Version of Record online: 14 APR 2011 | DOI: 10.1002/anie.201100144

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      With a grain of salt: An anion-dependent switch based on an intramolecularly H-bonded diphenylacetylene is reported. The addition of Cl causes the conformation of the H-bond acceptor to switch from the urea protons to the amide proton (see scheme; blue N, red O, green Cl), suggesting the use of such systems as fluorescent anion sensors.

    3. Heterogeneous Catalysis

      Descriptor-Based Analysis Applied to HCN Synthesis from NH3 and CH4 (pages 4601–4605)

      Dr. Lars C. Grabow, Dr. Felix Studt, Dr. Frank Abild-Pedersen, Vivien Petzold, Dr. Jesper Kleis, Prof. Thomas Bligaard and Prof. Jens K. Nørskov

      Version of Record online: 15 APR 2011 | DOI: 10.1002/anie.201100353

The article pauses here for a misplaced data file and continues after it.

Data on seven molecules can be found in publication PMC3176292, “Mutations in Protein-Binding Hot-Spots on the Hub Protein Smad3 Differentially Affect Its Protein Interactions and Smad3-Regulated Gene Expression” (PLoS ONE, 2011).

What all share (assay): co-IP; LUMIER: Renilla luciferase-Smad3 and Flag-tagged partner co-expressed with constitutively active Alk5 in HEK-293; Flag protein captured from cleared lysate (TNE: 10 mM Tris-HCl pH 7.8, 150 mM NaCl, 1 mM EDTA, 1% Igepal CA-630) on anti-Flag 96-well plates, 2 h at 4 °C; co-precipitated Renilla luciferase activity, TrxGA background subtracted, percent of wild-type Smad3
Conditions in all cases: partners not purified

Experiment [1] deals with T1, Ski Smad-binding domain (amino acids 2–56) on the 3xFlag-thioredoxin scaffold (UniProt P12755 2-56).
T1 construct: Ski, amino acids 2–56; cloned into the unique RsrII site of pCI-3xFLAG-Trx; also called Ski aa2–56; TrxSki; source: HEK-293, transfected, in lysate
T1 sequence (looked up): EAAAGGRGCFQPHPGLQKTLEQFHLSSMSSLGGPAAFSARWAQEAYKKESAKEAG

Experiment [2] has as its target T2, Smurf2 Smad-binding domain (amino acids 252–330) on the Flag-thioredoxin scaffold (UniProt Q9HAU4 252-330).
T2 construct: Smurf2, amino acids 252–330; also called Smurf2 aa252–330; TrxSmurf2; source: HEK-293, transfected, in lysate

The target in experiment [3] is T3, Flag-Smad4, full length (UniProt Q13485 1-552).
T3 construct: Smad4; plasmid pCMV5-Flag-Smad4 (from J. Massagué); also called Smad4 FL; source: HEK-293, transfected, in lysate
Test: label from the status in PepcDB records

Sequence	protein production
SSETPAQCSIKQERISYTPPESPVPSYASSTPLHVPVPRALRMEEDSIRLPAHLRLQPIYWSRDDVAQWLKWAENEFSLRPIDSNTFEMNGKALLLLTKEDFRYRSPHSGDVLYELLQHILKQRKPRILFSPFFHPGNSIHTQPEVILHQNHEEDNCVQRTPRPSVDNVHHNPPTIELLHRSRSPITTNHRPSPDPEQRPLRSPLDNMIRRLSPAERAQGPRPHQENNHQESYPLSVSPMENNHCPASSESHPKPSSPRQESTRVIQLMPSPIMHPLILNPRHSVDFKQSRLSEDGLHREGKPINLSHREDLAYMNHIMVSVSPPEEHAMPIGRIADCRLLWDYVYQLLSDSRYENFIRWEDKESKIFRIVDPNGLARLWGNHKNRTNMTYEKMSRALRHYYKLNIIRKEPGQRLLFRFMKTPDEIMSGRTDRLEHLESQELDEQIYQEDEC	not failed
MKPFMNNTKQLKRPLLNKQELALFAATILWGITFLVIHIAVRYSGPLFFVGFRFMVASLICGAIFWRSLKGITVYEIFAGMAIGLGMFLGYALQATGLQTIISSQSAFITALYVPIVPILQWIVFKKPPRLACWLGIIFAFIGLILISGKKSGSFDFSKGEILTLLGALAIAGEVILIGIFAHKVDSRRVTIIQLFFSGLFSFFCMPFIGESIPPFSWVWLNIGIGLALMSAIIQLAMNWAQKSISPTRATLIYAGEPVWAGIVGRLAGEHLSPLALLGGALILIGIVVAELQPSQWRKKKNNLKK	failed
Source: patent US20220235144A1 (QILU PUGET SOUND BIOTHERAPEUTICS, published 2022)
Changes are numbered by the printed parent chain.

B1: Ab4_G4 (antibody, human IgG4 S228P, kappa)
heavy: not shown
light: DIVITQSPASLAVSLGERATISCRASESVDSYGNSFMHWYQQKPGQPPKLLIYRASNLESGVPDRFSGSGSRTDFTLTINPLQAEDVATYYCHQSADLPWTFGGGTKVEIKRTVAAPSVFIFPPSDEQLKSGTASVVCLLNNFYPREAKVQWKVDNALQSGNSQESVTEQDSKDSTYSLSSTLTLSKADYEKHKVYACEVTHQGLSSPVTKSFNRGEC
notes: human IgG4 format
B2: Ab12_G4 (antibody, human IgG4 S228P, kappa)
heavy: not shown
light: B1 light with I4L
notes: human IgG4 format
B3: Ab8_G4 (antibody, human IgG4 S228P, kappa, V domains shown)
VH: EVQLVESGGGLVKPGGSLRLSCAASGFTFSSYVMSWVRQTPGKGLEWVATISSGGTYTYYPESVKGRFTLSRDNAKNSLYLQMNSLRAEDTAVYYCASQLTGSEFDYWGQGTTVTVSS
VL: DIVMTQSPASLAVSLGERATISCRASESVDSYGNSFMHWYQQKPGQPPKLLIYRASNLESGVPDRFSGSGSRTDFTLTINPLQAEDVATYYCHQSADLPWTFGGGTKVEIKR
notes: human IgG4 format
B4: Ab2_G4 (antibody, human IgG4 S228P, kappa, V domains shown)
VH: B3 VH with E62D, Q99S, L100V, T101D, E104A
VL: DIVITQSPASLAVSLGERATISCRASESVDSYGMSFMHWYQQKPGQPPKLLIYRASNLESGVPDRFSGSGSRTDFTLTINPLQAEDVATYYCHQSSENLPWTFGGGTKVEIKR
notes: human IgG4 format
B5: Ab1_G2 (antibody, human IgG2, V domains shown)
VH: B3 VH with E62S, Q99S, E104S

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      A trendy volcano: By the example of HCN synthesis from NH3 and CH4, it is demonstrated how scaling relations for intermediates and transition states provide a basis for the prediction of trends in heterogeneous catalysis (see logarithmic turnover frequency, TOF). These trends include not only the activity but also selectivity and the dominant reaction mechanism. This general approach can be applied to a large number of catalytic systems.

    4. Nanorod Self-Assembly

      Self-Assembly of Single-Tip Metal–Semiconductor Nanorods in Selective Solvents (pages 4606–4610)

      Dr. Nana Zhao, Dr. Jemma Vickery, Dr. Gerald Guerin, Jai Il Park, Prof. Dr. Mitchell A. Winnik and Prof. Dr. Eugenia Kumacheva

      Version of Record online: 19 APR 2011 | DOI: 10.1002/anie.201004915

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      Belts, stars, 2D lattices, and elongated objects are formed by solution-based tip-to-tip or side-by-side self-assembly of single-tip Au–CdSe nanorods (see picture). Assembly was mediated by attraction between the Au or CdSe segments in selective solvents.